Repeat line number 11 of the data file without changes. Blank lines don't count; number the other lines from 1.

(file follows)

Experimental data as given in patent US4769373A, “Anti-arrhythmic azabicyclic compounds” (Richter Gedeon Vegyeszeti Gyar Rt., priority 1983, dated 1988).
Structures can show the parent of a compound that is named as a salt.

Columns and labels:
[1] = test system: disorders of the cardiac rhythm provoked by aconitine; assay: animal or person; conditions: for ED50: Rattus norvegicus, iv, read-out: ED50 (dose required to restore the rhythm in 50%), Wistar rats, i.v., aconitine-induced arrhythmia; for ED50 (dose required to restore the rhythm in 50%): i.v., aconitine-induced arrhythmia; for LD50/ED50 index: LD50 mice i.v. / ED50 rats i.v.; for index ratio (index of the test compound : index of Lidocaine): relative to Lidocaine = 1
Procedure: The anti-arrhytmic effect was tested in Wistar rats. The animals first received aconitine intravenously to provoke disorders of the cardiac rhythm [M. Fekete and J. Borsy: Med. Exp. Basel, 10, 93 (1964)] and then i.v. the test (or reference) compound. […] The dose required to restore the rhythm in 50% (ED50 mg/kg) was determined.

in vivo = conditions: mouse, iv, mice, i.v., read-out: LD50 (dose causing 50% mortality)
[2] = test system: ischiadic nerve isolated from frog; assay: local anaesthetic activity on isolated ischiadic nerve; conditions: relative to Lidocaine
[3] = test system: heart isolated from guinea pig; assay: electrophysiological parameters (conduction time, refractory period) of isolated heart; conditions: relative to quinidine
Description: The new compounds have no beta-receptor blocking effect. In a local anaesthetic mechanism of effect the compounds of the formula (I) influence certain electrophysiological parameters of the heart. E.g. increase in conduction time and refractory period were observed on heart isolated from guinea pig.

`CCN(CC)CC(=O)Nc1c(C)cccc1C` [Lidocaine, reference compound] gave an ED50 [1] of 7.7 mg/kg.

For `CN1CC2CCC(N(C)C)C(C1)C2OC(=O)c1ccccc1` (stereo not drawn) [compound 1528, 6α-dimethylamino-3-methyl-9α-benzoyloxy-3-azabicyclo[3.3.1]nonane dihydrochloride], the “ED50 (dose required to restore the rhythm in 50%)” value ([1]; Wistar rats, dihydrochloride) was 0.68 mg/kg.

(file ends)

For `CN1CC2CCC(N(C)C)C(C1)C2OC(=O)c1ccccc1` (stereo not drawn) [compound 1528, 6α-dimethylamino-3-methyl-9α-benzoyloxy-3-azabicyclo[3.3.1]nonane dihydrochloride], the “ED50 (dose required to restore the rhythm in 50%)” value ([1]; Wistar rats, dihydrochloride) was 0.68 mg/kg.